Rainbow Warrior welcomed to Newcastle port: Proposed coal terminal attracts international attention

Residents and community group will welcome the Rainbow Warrior to Newcastle this Tuesday morning. Community opposition to the proposed terminal has brought together an extraordinary alliance of community and industry groups. During their Newcastle visit, Greenpeace campaigners will meet with bird observers and experts, horse breeders and vignerons, urban residents living with coal dust and rural community members displaced by coal mines.

Residents and community group will welcome the Rainbow Warrior to Newcastle this Tuesday morning.

 

Community opposition to the proposed terminal has brought together an extraordinary alliance of community and industry groups. During their Newcastle visit, Greenpeace campaigners will meet with bird observers and experts, horse breeders and vignerons, urban residents living with coal dust and rural community members displaced by coal mines.

“The proposed coal terminal will have international impacts and warrants the attention of international organisations such as Greenpeace,” said Hunter Community Environment Centre spokesperson John Mackenzie. “If built, T4 will add to the pressure on threatened and endangered species and contribute significantly to climate change.”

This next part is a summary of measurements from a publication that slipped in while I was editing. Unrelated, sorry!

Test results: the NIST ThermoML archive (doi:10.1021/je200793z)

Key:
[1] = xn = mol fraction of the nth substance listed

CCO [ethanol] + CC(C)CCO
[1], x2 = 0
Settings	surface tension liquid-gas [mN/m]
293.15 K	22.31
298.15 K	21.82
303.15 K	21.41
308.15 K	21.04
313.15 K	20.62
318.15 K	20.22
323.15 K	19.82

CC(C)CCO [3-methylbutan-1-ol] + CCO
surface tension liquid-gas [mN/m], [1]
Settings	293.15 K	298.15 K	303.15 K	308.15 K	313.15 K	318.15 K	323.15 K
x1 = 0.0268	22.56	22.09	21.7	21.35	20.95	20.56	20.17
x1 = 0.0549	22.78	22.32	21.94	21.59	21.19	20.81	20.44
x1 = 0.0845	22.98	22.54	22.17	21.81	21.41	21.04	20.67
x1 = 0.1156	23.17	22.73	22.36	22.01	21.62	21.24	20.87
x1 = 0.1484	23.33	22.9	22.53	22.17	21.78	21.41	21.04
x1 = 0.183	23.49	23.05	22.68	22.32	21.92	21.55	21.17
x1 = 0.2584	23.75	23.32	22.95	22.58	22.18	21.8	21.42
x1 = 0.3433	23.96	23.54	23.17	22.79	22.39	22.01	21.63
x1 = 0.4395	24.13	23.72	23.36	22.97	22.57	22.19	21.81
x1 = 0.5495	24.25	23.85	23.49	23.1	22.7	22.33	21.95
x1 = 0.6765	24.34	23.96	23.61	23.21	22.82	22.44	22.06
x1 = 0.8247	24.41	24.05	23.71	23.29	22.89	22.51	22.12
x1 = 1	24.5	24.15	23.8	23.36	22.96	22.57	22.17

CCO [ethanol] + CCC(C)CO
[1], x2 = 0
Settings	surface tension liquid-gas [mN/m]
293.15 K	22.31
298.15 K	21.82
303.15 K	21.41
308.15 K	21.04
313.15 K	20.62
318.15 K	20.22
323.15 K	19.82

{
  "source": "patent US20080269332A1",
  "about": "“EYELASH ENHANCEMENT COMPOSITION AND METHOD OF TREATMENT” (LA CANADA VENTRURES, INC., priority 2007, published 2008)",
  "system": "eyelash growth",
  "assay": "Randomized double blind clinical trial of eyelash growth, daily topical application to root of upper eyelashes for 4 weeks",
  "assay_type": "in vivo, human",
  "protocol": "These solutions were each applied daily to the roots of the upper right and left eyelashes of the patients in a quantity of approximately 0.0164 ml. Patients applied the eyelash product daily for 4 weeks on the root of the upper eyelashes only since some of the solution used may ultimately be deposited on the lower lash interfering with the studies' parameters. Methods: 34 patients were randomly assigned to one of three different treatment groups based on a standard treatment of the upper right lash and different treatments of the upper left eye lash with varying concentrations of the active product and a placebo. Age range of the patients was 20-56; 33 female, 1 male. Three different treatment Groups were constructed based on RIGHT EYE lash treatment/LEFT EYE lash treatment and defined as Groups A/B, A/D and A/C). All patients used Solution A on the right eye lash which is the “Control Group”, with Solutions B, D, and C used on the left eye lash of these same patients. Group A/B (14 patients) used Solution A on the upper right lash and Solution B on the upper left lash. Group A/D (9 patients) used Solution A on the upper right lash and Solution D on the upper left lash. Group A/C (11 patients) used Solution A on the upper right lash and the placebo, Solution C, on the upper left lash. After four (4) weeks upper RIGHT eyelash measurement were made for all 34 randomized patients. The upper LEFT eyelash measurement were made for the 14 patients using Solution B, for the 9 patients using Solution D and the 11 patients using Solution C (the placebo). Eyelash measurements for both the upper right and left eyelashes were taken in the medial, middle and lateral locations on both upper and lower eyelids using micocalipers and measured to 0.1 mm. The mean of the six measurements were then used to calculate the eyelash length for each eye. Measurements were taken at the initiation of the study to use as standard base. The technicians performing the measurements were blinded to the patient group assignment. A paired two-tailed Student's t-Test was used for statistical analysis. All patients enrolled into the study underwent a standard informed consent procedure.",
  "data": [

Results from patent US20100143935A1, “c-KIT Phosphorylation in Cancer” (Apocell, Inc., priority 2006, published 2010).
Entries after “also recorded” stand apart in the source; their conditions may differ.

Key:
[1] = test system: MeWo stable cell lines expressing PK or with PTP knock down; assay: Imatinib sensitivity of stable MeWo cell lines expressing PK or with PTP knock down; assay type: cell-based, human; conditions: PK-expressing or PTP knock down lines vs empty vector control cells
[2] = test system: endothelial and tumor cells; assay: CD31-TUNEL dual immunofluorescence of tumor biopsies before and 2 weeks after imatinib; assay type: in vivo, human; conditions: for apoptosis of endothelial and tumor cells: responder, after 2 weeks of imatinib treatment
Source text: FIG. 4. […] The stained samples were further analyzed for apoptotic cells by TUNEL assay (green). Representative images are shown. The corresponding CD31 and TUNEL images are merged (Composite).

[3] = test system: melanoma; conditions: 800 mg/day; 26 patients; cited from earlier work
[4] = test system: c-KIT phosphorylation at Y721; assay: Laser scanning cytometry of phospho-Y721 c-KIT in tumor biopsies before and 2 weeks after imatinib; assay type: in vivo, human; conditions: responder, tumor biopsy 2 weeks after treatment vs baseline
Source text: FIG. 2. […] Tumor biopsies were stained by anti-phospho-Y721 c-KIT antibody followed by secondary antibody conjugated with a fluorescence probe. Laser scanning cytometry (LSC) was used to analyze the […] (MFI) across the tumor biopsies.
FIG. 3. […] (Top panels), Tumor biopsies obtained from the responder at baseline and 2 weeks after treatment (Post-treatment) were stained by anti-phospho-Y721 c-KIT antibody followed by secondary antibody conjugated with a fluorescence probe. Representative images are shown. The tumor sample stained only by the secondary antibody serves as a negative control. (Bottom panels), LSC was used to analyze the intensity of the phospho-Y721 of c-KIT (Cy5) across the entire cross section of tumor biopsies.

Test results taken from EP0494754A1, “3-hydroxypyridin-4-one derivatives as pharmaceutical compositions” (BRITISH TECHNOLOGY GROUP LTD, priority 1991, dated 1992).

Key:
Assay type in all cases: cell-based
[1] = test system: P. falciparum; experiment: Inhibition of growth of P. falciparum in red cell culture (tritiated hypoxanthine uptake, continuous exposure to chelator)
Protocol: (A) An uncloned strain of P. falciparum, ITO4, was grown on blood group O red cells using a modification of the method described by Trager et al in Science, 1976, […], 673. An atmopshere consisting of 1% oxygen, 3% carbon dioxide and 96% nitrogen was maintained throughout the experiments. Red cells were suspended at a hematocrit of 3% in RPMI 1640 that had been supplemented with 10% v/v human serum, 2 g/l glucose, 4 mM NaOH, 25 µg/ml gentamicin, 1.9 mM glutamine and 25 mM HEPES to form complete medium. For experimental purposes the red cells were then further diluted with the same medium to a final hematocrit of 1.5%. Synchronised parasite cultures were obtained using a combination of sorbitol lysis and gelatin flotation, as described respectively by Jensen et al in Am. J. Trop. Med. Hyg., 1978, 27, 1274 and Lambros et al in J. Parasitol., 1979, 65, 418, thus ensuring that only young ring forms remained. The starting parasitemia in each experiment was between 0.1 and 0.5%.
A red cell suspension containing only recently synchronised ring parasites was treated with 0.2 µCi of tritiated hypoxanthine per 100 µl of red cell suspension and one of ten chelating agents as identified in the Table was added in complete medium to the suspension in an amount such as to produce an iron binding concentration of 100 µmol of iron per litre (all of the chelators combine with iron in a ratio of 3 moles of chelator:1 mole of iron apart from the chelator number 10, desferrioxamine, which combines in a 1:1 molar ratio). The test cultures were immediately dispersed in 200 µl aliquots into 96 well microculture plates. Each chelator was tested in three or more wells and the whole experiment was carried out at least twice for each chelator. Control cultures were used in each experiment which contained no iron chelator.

On Wednesday morning, local residents will take Greenpeace campaigners and journalists for a guided tour of Kooragang Island where T4 would be built. Much of the island is internationally recognised as a Ramsar wetland. On Thursday, representatives of Hunter Valley communities and industries will brief the Greenpeace team on board the Rainbow Warrior.

By replacing hundreds of hectares of coastal floodplain with a coal stockpile, T4 will displace a significant population of Green and Golden Bell frogs, a previously common species which is now listed as endangered in NSW and vulnerable nationally. The T4 site is part of the east coast flight path for migratory birds including the Australasian Bittern which is internationally listed as critically endangered.

“Kooragang provides habitat for forty-five of the sixty-six bird species listed under international agreements,” said Dr Mackenzie. “Allowing a coal terminal to destroy this habitat would signify a broken promise on Australia’s part, and risk portraying us as environmental vandals.”

The Rainbow Warrior is visiting locations along Australia’s East coast where new coal terminals have been proposed. The ship is on its way north to visit Queensland ports and coastal communities. Newcastle already has three coal terminals, with a combined export capacity of 120 million tonnes per annum (Mtpa). A proposed fourth terminal (T4) would increase the capacity to 330 Mtpa.

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